Using NO magnetic switches instead of NC



  • Just thinking out loud, but the window switches linked to in the build section are NC type, meaning that when the magnet is close the circuit is complete. This means you're at best using a sensor that sleeps most of the time and is drawing some power, even if you get fancy.

    Wouldn't it make more sense to use a normally open switch if you are running a battery powered sensor? That way it could be off most of the time. Put the switch in line with the power so when a window opens, the switch closes and the sensor is powered so it sends a window open status. Using a couple transistors you could create a latching circuit that keeps power on after the window closes (which would open the power circuit). By also running that switch power to a pin on the arduino it can detect the switch closing and send "window closed" at that time. Once it has made the report it just opens the latch and you are drawing zero power again. Even better than sleeping.

    Thoughts?


  • Admin

    @pete1450

    Yeah somewhat correct. But for my part I would like to have the node wake-up periodically, sending an "yes I'm alive" message. Perhaps with a battery status indicator as well.

    And if you only wake up once every 30 minutes a standard coin cell could last for years.



  • This certainly wouldn't work in that case. I'm a very lazy(and cheap) person, and if I can't easily make batteries last a year, I'm going to wall power it. I can open a window quickly every few months to make sure it still works. I meant to put something in there about battery level too. It could report that at each opening.


  • Contest Winner

    @pete1450

    If you are going to power it with AC power, why not have it report every few minutes, even if it is not modifying the state. That way you have a little heartbeat indicator and know at any time wether the node is in communication with the gateway.


  • Admin

    Still, with an cr2032 battery, which should have around 200mAh, you could get a theoretical lifetime of 3 years, if you only power it up every 30 minutes.

    So I don't see any problems with having the atmega powered all the time :)



  • @BulldogLowell
    No, you're right. I meant I'm not interested in a hearbeat so that wouldn't be a problem to me. If I wanted a regular heartbeat I would wall power.

    @tbowmo I agree 3 years is a good amount of time, but I have serious doubts about real world performance. I'm not trying to say the current implementation is the wrong way; it has it's uses. Just trying to come up with a way to maximize battery life and it doesn't get any better that 0mA. Just need to be aware of the tradeoffs.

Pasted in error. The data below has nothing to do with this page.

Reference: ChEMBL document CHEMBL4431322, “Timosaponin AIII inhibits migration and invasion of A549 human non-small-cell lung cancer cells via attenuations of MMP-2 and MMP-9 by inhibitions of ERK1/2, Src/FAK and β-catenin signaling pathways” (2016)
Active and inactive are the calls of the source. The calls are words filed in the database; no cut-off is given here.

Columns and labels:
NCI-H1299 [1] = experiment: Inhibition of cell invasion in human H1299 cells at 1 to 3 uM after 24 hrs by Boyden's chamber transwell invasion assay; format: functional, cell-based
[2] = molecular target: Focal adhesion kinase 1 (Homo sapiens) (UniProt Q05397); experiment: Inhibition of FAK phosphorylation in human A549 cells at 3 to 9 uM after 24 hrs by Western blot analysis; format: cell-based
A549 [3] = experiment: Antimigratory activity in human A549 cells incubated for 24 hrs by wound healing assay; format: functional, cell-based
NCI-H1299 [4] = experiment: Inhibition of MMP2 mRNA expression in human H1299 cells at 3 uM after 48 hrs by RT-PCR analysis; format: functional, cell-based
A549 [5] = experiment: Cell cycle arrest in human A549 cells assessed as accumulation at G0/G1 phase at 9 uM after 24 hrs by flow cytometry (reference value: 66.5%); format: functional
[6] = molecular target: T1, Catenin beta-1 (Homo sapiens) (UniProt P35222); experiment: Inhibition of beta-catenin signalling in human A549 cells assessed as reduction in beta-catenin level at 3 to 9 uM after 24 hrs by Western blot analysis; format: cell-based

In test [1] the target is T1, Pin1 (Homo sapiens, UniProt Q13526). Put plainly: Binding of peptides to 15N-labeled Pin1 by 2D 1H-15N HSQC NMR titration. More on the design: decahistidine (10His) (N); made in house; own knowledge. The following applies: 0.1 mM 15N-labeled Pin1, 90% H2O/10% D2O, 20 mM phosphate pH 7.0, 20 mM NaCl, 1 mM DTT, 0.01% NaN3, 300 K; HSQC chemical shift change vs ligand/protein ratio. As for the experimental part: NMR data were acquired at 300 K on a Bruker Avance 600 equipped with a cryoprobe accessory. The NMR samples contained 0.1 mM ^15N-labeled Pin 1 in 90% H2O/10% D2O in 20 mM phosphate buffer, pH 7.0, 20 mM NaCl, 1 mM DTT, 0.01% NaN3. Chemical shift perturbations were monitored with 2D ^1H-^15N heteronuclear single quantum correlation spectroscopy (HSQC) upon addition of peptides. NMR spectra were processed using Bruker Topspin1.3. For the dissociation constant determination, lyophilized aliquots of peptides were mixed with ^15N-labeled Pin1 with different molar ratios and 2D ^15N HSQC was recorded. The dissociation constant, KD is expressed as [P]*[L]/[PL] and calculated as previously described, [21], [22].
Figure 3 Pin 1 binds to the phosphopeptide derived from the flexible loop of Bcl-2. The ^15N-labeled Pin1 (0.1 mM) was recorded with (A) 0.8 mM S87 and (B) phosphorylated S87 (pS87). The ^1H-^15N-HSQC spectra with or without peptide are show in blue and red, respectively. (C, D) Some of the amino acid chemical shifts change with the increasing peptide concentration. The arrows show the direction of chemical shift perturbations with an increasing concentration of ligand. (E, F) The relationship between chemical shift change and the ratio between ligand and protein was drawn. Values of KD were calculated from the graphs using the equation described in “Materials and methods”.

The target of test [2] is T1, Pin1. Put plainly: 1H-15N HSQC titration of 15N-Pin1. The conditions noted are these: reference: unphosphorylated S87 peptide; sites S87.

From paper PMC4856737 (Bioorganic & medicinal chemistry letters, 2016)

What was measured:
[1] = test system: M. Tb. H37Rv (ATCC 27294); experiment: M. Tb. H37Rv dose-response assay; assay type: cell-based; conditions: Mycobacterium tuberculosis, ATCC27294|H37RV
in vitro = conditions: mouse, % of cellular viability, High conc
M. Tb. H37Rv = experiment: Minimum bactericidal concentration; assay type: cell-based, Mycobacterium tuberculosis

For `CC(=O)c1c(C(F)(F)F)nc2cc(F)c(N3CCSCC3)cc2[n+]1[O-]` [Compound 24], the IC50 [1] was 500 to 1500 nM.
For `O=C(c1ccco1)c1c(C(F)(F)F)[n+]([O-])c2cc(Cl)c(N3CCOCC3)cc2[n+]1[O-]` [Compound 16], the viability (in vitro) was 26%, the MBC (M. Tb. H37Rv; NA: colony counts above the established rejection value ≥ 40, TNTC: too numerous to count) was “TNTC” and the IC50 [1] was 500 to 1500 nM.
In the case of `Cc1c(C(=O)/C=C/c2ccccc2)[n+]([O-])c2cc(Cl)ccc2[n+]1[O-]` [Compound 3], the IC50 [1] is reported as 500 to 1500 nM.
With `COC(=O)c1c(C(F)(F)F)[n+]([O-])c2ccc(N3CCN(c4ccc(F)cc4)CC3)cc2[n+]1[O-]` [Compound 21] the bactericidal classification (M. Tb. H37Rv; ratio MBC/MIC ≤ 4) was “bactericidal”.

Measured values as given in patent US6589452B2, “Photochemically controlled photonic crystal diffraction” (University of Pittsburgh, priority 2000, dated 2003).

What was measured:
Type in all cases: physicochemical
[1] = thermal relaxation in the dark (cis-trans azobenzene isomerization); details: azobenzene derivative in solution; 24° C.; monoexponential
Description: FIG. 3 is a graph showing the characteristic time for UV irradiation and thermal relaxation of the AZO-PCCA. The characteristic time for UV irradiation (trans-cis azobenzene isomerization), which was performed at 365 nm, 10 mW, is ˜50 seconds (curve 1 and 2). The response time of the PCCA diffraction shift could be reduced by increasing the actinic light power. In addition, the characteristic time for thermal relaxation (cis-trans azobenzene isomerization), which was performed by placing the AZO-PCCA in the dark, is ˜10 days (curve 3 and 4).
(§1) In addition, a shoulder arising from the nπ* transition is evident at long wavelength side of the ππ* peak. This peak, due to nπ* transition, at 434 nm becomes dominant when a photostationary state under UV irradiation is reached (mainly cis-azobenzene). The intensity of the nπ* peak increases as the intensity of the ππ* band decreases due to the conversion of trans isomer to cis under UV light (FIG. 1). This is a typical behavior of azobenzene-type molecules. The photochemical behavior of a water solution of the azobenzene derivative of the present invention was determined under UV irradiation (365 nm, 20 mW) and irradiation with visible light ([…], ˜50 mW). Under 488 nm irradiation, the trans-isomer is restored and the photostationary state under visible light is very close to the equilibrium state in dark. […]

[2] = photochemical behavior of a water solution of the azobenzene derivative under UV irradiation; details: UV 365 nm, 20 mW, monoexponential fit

• Contest Winner

    @pete1450 said:

    No, you're right. I meant I'm not interested in a hearbeat so that wouldn't be a problem to me. If I wanted a regular heartbeat I would wall power.

    even once a day on battery would still be a long battery life...

    Like you, I hate buying batteries. I also don't like not knowing if my sensor is operational.... a little tradeoff, I guess.


  • Hero Member

    I think the main reason why most door/window switches are usually NC is so that should a burglar gain access to the wires to the sensor and cup/snip them the alarm would be tripped. Of course in this type of use batteries are not a consideration....

    Back to mysensors.... i too like the status sent periodically so i know if a sensor is alive or dead.



  • @gregl said:

    I think the main reason why most door/window switches are usually NC is so that should a burglar gain access to the wires to the sensor and cup/snip them the alarm would be tripped. Of course in this type of use batteries are not a consideration....

    Back to mysensors.... i too like the status sent periodically so i know if a sensor is alive or dead.

    Fair point. When it really comes down to it, I got started thinking about this in relation to a mailbox sensor. I want to put it there and not touch it for a year. It's flippin cold in Tennessee right now.


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